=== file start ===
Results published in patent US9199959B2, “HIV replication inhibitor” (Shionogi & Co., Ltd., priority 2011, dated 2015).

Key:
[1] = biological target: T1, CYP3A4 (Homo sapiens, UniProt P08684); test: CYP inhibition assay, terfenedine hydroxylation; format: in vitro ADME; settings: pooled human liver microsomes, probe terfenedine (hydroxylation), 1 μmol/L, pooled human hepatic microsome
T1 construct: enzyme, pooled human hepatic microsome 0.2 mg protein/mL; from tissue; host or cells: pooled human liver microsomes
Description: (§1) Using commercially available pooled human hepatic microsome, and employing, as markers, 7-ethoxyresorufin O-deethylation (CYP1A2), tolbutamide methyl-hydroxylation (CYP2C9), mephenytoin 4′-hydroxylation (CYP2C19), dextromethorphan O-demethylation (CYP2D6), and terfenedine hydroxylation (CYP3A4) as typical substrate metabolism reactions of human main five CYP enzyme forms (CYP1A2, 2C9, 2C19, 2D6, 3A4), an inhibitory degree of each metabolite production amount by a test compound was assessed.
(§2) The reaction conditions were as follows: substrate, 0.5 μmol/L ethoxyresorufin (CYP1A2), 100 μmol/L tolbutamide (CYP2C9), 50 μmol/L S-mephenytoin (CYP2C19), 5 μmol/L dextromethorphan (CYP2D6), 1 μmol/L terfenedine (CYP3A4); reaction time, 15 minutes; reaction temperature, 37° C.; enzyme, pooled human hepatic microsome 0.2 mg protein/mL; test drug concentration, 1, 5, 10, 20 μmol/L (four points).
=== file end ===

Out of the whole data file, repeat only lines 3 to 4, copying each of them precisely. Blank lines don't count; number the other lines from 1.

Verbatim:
[1] = biological target: T1, CYP3A4 (Homo sapiens, UniProt P08684); test: CYP inhibition assay, terfenedine hydroxylation; format: in vitro ADME; settings: pooled human liver microsomes, probe terfenedine (hydroxylation), 1 μmol/L, pooled human hepatic microsome
T1 construct: enzyme, pooled human hepatic microsome 0.2 mg protein/mL; from tissue; host or cells: pooled human liver microsomes